Wayne School District's Instagram Account Draws Ire of Some Parents

Some concerned about using pictures of students online. District said the account is covered by its media release agreement.

Some parents have decided to rescind all rights given to the Wayne Public School District to use their child’s image following the district creating an Instagram account.

Petra Schwarz and Philip Paisnel notified the district earlier this month they would not like their child’s image made public, including on social media sites, the Wayne School District website, and in other media outlets, citing privacy concerns.

“Why does a school, which is a non-profit, have to employ social media? In this day and age, with all these crazy people out there, if someone gets fixated on a kid, who knows what can happen,” said Paisnel, noting that he finds having such an account “irresponsible” of the district. “There is a lot of scary stuff out there and kids can get lured in by online predators.”

The district has 14 posts on the account, which dates back to July; 89 users follow the account. The first post was a group of students at the Wayne Education Foundation’s summer camp; 13 more posts have been made since, including five this month. The post recent post is a 15-second long video of first graders at John F. Kennedy Elementary School learning how to count by singing and clapping their hands. Students are not identified in any of the posts.

The district’s photo and name release agreement covers the Instagram account. The agreement gives the district the right to release a student’s name, grade, and photos or images of him or her.

“If a child’s parents do not permit his or her picture to be released to the media, or used in the media, that child’s picture should not be used in the district’s Instagram account,” said Superintendent Ray Gonzalez.

Russ Warner is president and chief executive officer of Content Watch, a Utah-based company that designs Internet safety software for businesses and private users, including Net Nanny. The software screens out potentially dangerous content while young users are online.

“Three hundred and fifty million photographs are uploaded to Facebook everyday,” Warner said. “Parents really need to be involved in their child’s online life and know what sites they are using online, who they are talking to, and what they are posting online.”

The district also has accounts on Twitter, Facebook, YouTube, and Google+. Success Communications, a public relations firm, manages those accounts. The Board of Education voted 8-1 in July to renew the district’s $30,000 annual contract with the firm, which will expire in July 2014. Residents have spoken out against the move in the media and at board meetings. They have said hiring the firm is a waste of taxpayer dollars.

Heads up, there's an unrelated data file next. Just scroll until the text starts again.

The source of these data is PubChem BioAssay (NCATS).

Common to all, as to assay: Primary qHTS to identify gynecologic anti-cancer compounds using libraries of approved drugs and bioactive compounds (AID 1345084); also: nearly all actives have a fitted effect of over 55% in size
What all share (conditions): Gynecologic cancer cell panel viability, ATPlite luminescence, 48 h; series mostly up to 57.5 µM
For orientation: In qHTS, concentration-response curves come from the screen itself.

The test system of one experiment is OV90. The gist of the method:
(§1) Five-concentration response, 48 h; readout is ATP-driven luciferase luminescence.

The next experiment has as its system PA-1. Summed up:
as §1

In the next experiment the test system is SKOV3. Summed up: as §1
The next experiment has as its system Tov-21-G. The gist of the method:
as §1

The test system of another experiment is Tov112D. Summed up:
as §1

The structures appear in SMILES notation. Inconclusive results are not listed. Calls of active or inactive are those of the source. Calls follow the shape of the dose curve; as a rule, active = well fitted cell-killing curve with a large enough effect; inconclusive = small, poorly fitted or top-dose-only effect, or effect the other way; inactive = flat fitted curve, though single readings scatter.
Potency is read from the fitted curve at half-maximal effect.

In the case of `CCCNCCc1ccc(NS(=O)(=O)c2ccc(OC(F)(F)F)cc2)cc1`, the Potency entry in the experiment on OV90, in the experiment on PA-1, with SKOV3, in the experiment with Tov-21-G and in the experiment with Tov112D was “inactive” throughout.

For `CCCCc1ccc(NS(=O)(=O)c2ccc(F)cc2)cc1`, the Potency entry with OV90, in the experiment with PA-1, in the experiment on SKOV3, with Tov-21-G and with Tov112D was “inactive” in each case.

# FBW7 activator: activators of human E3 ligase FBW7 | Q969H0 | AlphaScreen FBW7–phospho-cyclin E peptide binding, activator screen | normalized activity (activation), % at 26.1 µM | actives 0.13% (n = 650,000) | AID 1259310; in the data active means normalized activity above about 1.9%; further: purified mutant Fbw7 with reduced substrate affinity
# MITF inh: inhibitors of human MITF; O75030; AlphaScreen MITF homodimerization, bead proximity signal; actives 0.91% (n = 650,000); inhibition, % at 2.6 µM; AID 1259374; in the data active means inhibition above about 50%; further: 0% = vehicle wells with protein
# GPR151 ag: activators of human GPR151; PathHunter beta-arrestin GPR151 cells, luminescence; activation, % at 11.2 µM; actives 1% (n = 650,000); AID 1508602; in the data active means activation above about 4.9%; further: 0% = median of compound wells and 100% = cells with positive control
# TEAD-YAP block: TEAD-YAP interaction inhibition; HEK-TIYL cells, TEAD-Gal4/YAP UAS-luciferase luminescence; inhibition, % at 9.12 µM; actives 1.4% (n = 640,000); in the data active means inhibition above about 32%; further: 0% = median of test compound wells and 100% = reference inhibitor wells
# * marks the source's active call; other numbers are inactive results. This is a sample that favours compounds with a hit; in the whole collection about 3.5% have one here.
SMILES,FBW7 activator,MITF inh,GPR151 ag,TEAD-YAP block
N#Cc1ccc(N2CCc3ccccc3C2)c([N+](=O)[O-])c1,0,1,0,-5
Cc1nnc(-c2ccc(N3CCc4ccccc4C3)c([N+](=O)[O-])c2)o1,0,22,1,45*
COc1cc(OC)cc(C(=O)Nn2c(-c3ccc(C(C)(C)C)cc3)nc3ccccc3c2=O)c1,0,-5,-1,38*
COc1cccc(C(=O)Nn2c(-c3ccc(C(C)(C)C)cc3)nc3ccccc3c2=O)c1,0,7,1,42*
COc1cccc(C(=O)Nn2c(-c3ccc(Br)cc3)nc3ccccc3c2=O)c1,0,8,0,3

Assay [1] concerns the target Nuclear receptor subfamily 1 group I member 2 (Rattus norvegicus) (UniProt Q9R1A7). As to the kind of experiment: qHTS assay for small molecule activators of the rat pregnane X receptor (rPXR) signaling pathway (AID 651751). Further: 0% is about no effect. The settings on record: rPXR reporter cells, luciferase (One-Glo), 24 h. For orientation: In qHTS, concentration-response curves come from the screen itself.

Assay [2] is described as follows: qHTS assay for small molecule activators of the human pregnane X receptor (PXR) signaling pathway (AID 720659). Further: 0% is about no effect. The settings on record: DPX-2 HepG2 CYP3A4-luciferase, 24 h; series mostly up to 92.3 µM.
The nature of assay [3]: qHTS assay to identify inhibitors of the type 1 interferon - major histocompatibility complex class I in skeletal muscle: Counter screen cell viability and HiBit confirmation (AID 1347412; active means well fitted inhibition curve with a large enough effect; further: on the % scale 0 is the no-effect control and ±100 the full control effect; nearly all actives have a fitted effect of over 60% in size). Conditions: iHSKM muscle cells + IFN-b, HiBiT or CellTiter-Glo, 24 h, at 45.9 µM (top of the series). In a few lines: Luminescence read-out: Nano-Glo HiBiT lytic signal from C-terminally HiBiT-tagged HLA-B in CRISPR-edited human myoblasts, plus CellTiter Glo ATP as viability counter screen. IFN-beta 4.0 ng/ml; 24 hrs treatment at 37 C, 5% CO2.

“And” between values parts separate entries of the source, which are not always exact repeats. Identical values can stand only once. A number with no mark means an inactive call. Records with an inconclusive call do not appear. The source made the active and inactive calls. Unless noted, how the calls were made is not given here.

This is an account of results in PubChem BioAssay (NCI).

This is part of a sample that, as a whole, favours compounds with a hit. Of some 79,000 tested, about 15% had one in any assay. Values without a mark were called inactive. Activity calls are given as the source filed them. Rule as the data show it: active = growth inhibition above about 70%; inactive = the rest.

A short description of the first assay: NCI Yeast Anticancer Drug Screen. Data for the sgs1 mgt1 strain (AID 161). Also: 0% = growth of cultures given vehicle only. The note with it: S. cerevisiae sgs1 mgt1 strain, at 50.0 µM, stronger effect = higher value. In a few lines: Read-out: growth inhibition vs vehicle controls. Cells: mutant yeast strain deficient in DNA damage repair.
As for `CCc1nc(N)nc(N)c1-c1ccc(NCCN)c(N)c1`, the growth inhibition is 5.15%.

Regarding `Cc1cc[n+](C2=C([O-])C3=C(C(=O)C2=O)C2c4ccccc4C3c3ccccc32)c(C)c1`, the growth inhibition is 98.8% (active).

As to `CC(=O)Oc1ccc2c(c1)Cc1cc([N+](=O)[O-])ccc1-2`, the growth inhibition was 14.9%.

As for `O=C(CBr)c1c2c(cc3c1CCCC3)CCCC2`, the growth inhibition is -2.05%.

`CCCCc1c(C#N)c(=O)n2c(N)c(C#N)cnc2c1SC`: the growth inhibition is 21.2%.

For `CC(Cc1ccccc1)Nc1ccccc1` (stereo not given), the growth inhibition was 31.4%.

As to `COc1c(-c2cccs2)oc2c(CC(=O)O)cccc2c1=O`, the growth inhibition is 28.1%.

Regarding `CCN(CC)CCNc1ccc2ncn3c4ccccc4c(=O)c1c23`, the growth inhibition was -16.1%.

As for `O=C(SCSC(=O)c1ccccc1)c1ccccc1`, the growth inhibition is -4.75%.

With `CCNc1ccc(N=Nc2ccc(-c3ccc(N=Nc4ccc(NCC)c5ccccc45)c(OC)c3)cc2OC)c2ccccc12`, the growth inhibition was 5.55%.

“We just want to protect our kids,” Paisnel said. “I’ve seen enough and read enough. People are very sophisticated and parents aren’t always sophisticated enough to deal with all of this stuff that’s out there.”

Editor's note: A quote by Superintendent Ray Gonzalez originally stated that the image of a student that isn't permitted to be released to, or used by, the media could be used on Instagram. The quote has been corrected.

— Have a question or news tip? Contact editor Daniel Hubbard at Daniel.Hubbard@patch.com or find us on Facebook and Twitter. For news straight to your inbox, sign up for our daily newsletter.


Justice December 10, 2013 at 05:54 AM
Another 30,000? What is another 30,000? Piece of cake. Go to the Bank of Wayne Taxpayers, LLC and withdraw ANOTHER 30,000. No Prob, the Taxpayers are loaded. Keep it coming.
DexterDog December 10, 2013 at 06:41 AM
The superintendent's quote doesnt make sense. Typo?
Cat December 10, 2013 at 01:40 PM
I'm with Petra and Philip on this one.
Meema Judy December 10, 2013 at 04:08 PM
Why would a schools district have an instagram account? Who takes the pictures? Who okay the pictures? Who posts them? Publicity? Why would a schools district need publicity? Children in other towns are not permitted to attend our schools and the children here already do, so what's the point? In this day and age we need to protect as much of our children privacy as we can. The children's welfare should always come first, not the need for 15 minutes of fame.
Pad December 11, 2013 at 04:37 PM
This is just more money being wasted by Spender Gonzalez and his crew. We don't need this and all the problems that could arise from possible lawsuits. The BOE is always crying poverty but they never stop spending our tax money. They always have their hand out looking for more. Meanwhile residents are forced to sell their homes and move out off Wayne due to high taxes.
Karley Connors December 11, 2013 at 07:56 PM
Pictures of students are also posted on the district's Facebook page without the parents knowledge. This is not an acceptable practice. Teachers get in serious trouble for even mentioning something about their students on Facebook and yet the district can post their pictures?
Pad December 11, 2013 at 09:19 PM
While the District post on websites soon some parent will decide to get a lawyer and file a lawsuit and the taxpayers will pay again!
Jack Q December 12, 2013 at 11:47 AM
There is a form that the parent's sign in the beginning of the year where they give permission for the district to use the students' images. This includes the newspapers for any sort of athletic awards as well as the website.


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